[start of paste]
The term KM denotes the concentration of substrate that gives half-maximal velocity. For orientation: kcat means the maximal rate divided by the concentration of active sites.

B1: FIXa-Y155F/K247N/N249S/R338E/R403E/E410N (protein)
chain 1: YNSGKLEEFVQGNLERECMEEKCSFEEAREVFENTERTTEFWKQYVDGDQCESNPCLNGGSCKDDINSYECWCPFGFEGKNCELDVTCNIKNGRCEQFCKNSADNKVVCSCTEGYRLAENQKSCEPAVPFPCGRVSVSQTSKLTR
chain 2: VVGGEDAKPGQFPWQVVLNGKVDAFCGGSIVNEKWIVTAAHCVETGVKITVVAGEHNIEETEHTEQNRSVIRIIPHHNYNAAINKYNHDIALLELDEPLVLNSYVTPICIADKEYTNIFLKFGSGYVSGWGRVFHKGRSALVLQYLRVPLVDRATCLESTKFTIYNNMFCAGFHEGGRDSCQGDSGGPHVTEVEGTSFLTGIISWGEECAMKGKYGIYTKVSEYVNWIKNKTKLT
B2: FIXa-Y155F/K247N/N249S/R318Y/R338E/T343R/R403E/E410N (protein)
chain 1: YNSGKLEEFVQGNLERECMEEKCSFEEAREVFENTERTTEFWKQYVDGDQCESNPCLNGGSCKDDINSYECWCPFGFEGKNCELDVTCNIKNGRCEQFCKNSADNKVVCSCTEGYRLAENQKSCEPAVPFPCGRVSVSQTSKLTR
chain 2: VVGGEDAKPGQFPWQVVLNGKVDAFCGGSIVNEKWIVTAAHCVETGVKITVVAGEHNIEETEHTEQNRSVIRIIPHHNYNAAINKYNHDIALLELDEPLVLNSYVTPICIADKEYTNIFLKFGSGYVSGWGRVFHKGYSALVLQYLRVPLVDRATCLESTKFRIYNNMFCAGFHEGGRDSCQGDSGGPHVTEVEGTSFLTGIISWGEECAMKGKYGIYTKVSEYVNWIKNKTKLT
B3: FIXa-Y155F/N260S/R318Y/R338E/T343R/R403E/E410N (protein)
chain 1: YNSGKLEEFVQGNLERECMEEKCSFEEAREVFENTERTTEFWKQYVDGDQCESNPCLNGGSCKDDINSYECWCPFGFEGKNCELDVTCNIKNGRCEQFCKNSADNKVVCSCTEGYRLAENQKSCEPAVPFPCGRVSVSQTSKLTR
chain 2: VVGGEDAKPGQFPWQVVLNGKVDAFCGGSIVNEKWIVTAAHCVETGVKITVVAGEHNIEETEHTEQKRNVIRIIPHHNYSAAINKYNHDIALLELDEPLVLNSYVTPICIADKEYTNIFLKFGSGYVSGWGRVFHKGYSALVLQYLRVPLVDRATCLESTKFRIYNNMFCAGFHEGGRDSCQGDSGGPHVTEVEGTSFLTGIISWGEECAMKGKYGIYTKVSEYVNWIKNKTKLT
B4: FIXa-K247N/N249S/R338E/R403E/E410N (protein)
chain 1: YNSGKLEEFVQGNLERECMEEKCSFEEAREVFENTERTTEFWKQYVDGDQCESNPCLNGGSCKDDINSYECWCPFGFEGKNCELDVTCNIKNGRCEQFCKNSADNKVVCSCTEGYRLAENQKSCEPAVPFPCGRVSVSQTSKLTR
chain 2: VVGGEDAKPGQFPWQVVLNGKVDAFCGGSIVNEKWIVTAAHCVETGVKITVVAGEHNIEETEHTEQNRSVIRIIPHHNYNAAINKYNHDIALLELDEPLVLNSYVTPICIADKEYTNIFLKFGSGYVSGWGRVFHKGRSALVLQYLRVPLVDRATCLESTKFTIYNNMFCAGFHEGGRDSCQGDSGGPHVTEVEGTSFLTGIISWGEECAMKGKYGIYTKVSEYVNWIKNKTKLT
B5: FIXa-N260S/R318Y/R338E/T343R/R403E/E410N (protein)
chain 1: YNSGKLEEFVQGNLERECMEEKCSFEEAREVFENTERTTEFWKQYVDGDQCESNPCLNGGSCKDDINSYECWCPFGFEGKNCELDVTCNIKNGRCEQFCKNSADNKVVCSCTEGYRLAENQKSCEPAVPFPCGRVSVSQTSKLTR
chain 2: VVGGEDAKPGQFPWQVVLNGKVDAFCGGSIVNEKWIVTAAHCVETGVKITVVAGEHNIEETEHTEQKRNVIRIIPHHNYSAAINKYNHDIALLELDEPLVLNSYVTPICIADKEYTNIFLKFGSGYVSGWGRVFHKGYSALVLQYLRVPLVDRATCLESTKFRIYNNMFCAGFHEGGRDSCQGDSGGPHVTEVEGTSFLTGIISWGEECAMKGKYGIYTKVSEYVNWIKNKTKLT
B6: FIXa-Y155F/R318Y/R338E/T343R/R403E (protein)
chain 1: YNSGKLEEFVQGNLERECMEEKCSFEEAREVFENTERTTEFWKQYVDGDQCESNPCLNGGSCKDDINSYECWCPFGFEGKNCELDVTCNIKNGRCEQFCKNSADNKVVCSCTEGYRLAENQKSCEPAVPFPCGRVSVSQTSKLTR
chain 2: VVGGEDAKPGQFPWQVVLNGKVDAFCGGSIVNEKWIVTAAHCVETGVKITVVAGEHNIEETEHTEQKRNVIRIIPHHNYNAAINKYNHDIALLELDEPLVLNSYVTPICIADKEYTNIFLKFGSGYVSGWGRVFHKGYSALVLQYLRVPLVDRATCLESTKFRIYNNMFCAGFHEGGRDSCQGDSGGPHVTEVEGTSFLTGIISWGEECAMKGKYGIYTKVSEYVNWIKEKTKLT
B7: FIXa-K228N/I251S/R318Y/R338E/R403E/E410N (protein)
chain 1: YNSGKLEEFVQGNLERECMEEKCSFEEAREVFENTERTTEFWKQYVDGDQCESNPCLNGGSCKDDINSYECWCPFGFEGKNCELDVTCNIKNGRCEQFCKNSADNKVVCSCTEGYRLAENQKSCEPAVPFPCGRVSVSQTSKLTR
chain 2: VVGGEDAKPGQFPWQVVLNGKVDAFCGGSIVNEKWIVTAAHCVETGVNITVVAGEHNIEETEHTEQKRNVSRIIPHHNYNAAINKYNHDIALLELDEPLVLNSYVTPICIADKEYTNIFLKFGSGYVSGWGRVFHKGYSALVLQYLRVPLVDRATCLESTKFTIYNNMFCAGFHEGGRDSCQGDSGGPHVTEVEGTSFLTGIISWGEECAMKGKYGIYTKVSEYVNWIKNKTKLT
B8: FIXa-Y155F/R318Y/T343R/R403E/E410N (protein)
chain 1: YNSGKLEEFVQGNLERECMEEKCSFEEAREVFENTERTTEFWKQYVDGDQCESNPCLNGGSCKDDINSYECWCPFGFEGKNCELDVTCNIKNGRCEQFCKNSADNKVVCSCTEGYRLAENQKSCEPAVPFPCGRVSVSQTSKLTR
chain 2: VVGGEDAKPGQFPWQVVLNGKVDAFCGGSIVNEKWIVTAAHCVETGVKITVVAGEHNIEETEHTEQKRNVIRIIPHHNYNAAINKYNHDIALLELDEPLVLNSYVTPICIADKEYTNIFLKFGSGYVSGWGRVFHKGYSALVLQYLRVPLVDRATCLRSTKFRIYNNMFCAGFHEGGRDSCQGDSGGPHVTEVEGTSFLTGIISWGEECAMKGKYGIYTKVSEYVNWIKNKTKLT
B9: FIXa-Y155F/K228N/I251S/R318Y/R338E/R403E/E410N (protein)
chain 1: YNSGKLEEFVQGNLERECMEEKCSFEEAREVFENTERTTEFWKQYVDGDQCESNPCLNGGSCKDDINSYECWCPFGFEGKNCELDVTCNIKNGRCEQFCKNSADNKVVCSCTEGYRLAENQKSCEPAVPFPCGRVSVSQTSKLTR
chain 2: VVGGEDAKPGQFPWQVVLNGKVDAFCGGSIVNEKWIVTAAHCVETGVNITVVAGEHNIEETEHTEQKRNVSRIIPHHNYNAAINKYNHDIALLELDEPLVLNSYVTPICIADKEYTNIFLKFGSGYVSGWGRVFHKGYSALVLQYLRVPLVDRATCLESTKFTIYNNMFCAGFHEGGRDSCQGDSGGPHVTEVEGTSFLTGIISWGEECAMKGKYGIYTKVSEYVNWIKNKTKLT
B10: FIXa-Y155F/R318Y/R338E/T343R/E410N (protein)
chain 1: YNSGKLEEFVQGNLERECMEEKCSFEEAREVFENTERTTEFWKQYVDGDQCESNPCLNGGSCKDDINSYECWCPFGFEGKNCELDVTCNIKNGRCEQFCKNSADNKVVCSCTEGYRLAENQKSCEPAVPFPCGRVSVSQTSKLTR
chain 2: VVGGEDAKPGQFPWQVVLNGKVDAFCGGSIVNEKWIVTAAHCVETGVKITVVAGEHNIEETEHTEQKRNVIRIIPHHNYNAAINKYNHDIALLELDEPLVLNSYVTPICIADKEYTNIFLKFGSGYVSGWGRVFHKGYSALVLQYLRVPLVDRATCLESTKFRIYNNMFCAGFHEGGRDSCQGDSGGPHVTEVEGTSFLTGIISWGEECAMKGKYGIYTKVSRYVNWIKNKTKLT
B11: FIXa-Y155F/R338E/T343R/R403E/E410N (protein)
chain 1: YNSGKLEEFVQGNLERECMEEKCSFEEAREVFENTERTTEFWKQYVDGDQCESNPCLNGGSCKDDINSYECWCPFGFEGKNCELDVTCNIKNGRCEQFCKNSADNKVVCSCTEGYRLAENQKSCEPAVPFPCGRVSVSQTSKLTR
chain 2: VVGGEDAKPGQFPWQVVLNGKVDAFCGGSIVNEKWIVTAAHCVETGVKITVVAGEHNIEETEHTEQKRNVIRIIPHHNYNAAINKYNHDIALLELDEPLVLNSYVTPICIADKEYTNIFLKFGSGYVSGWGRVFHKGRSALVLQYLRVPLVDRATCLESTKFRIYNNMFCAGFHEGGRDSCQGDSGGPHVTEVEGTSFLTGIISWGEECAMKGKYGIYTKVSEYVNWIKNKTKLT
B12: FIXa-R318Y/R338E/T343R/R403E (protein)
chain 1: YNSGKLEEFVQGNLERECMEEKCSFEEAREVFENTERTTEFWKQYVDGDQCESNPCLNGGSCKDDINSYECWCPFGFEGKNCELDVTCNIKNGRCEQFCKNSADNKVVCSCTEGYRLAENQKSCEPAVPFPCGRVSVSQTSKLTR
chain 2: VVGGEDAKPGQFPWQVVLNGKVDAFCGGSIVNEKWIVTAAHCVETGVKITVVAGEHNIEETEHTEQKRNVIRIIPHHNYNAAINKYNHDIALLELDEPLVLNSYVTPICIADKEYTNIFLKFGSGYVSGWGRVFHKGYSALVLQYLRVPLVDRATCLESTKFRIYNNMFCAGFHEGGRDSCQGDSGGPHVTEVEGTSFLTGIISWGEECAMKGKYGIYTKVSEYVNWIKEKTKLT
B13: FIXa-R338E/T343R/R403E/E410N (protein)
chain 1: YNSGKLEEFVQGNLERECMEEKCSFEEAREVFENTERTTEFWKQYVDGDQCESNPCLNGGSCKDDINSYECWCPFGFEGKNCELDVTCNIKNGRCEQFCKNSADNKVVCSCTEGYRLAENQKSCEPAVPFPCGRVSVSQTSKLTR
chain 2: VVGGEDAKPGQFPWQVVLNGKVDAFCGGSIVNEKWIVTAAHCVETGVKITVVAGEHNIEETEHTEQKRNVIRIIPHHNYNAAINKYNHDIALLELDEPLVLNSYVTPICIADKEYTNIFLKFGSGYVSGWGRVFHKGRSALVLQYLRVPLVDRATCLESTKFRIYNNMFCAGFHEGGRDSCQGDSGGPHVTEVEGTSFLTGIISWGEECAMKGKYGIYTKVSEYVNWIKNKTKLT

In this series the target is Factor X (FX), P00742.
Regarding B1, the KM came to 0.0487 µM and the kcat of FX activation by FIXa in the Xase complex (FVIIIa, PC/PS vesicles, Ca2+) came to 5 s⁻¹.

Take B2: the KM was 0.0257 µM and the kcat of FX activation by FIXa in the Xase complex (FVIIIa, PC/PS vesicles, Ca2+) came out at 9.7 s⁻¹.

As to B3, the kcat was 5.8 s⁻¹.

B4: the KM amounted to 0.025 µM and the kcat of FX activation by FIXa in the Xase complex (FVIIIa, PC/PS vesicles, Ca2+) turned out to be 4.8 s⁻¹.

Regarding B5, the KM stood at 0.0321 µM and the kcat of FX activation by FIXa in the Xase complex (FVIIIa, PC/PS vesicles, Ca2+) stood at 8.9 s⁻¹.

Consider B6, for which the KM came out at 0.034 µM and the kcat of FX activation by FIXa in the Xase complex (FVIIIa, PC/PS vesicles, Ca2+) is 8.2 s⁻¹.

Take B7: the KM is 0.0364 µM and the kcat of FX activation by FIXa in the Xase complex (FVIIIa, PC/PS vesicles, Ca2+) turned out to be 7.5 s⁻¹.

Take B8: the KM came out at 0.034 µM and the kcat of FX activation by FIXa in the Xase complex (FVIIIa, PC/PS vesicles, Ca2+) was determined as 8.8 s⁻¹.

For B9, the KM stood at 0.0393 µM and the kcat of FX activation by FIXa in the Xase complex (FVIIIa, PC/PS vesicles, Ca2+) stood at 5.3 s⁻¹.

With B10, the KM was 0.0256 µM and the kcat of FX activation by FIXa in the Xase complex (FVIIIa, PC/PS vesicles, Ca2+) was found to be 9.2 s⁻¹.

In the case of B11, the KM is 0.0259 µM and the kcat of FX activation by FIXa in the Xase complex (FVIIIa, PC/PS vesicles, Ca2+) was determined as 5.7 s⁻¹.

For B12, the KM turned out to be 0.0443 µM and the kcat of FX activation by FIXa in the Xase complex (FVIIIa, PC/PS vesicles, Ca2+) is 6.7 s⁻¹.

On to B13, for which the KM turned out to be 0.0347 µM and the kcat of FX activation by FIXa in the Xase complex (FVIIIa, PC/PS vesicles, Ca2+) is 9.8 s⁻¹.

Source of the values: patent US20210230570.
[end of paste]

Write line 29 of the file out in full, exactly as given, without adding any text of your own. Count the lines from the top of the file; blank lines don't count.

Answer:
B10: FIXa-Y155F/R318Y/R338E/T343R/E410N (protein)